Many companies have launched a streaming service over the past few years, trying to capitalize on the digital media shift and launching the so-called “streaming wars.”
After Netflix grew from a small DVD-rental company to a household name, every media company from Disney to Apple saw recurring revenues ripe for the taking. Likewise, the audio industry has long-since accepted Spotify’s rise to prominence, as streaming has become the de facto method of consumption for many.
But it was actually the unexpected COVID-19 pandemic that solidified the foothold of digital streaming, with subscription services seeing massive growth over the last year. Although it was expected that many new services would flounder along the way, media subscription services saw wide scale growth and adoption almost across the board.
We’ve taken the video, audio, and news subscription services with 5+ million subscribers to see who came out on top—and who has grown the most quickly—over the past year. Data comes from the FIPP media association as well as individual company reports.
Streaming Service Giants: Netflix and Amazon
The top of the streaming giant pantheon highlights two staples of business: the first-mover advantage and the power of conglomeration.
With 200+ million global subscribers, Netflix has capitalized on its position as the first and primary name in digital video streaming. Though its consumer base in the Americas has begun to plateau, the company’s growth in reach (190+ countries) and content (70+ original movies slated for 2021) has put it more than 50 million subscribers ahead of its closest competition.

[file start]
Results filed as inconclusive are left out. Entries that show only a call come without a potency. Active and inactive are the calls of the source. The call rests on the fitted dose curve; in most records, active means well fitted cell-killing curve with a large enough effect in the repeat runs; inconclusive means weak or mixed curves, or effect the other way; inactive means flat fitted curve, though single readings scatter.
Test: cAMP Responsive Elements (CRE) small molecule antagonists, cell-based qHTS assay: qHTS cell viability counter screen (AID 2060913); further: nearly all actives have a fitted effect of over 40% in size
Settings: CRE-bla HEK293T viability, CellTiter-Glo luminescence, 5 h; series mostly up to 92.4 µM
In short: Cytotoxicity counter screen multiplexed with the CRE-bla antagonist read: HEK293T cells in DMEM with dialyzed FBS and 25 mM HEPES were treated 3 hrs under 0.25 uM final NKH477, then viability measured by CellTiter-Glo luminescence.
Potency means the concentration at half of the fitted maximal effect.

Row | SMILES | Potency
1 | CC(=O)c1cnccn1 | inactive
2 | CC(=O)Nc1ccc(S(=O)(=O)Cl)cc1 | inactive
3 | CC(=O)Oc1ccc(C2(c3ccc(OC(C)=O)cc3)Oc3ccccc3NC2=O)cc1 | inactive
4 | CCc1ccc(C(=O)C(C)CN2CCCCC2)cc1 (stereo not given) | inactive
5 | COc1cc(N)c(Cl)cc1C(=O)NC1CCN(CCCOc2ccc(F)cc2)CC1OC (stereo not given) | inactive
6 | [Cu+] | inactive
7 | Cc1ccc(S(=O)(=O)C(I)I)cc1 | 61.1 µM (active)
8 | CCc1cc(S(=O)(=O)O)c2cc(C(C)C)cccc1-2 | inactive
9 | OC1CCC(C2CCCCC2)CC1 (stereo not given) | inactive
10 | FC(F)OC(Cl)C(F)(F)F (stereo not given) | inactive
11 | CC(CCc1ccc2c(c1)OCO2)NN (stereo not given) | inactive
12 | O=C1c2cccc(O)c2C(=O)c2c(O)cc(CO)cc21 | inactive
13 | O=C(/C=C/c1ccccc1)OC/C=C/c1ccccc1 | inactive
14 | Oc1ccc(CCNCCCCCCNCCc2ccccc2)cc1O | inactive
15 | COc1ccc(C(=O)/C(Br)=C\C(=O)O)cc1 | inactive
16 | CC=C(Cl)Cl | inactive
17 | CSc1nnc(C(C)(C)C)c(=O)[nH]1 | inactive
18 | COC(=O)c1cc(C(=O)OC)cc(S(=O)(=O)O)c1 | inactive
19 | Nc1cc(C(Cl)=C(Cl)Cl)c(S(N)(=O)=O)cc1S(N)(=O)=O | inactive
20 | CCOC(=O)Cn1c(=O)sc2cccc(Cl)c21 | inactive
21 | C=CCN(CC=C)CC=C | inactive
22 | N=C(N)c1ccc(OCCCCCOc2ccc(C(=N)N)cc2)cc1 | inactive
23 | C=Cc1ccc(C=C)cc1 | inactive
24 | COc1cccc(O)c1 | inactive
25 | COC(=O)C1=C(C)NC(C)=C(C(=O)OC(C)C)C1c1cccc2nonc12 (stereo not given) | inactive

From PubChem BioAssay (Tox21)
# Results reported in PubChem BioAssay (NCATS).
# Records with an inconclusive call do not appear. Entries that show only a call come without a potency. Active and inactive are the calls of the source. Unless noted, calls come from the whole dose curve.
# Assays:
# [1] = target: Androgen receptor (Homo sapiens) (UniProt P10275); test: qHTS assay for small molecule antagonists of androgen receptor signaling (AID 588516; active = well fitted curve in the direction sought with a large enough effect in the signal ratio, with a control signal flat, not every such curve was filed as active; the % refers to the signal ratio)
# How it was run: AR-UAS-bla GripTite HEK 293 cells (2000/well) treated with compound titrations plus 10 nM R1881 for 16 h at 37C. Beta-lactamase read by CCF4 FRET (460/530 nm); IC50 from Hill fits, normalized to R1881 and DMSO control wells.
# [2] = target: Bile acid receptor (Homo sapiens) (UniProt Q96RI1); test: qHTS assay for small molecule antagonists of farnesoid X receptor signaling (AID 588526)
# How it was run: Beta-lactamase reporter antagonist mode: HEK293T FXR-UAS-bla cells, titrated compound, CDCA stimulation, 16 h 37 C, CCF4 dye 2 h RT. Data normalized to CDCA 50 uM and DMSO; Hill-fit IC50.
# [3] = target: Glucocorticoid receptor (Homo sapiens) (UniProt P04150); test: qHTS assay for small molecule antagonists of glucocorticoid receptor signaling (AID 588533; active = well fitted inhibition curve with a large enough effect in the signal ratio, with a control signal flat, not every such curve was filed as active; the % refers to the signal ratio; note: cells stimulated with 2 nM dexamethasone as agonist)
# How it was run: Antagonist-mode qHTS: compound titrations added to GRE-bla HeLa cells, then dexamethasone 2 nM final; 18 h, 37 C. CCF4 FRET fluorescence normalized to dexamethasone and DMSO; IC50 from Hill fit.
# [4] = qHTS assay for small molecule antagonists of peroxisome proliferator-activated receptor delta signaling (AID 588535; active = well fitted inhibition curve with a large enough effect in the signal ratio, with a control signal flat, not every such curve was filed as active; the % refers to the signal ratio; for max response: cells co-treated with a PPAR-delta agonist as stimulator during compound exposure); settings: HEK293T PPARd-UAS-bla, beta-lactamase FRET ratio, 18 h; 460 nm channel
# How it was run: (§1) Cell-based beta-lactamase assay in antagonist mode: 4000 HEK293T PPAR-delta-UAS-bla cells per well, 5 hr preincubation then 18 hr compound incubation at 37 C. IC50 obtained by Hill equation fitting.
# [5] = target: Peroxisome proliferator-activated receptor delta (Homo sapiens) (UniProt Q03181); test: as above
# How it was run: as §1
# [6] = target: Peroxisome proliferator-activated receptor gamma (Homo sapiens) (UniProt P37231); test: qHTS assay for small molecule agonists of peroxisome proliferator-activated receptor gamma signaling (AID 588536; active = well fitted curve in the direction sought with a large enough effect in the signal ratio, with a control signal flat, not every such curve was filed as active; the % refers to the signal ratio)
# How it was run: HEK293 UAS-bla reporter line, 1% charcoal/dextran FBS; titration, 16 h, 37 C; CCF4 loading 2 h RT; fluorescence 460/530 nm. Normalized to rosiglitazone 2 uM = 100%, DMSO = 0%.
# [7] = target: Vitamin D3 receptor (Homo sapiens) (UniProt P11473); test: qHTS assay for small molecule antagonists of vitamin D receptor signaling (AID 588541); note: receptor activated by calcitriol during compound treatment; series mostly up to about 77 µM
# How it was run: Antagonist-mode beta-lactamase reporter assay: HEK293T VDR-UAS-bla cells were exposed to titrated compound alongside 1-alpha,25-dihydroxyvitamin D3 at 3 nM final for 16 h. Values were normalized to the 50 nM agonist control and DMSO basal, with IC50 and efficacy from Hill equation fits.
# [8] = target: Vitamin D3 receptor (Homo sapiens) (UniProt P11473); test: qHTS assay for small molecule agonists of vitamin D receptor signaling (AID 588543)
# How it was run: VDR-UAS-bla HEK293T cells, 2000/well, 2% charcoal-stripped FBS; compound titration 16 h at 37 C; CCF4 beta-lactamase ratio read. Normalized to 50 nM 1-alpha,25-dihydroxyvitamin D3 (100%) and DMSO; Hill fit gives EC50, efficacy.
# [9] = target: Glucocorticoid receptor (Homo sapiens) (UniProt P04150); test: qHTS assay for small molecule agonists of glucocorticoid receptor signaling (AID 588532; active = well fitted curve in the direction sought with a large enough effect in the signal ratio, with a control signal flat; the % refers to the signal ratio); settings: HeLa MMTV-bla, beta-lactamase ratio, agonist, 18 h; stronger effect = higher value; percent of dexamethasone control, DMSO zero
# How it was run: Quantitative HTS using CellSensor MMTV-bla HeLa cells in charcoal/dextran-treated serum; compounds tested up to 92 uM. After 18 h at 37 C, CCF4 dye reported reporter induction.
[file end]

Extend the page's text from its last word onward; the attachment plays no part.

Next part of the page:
The story is the same in the audio market, where Spotify’s 144 million subscriber base is more than double that of Apple Music, the next closest competitor with 68 million subscribers.
Meanwhile, Amazon’s position as the second most popular video streaming service with 150 million subscribers might be surprising. However, Prime Video subscriptions are included with membership to Amazon Prime, which saw massive growth in usage during the pandemic.
|Service||Type||Subscribers (Q4 2020)|
|Amazon Prime Video||Video||150.0M|
|Amazon Prime Music||Audio||55.0M|
|Tencent Music (Group)||Audio||51.7M|
|New York Times||News||6.1M|
Another standout is the number of large streaming services based in Asia. China-based Tencent Video (also known as WeTV) and Baidu’s iQIYI streaming services both crossed 100 million paid subscribers, with Alibaba’s Youku not far behind with 90 million.
Disney Leads in Streaming Growth
But perhaps most notable of all is Disney’s rapid ascension to the upper echelons of streaming service giants.
Despite Disney+ launching in late 2019 with a somewhat lackluster content library (only one original series with one episode at launch), it has quickly rocketed both in terms of content and its subscriber base. With almost 95 million subscribers, it has amassed more subscribers in just over one year than Disney expected it could reach by 2024.
|Service||Type||Percentage Growth (2019)|
|Amazon Prime Video||Video||100.0%|
|Amazon Prime Music||Audio||71.9%|
|Tencent Music (Group)||Audio||66.8%|
|New York Times||News||60.5%|
The Disney+ wave also spurred growth in partner streaming services like Hotstar and ESPN+, while other services with smaller subscriber bases saw large growth rates thanks to the COVID-19 pandemic.
The lingering question is how the landscape will look when the pandemic starts to wind down, and when all the new players are accounted for. NBCUniversal’s Peacock, for example, has reached over 30 million subscribers as of January 2021, but the company hasn’t yet disclosed how many are paid subscribers.
Likewise, competitors are investing in content libraries to try and make up ground on Netflix and Disney. HBO Max is slated to start launching internationally in June 2021, and ViacomCBS rebranded and expanded CBS All Access into Paramount+.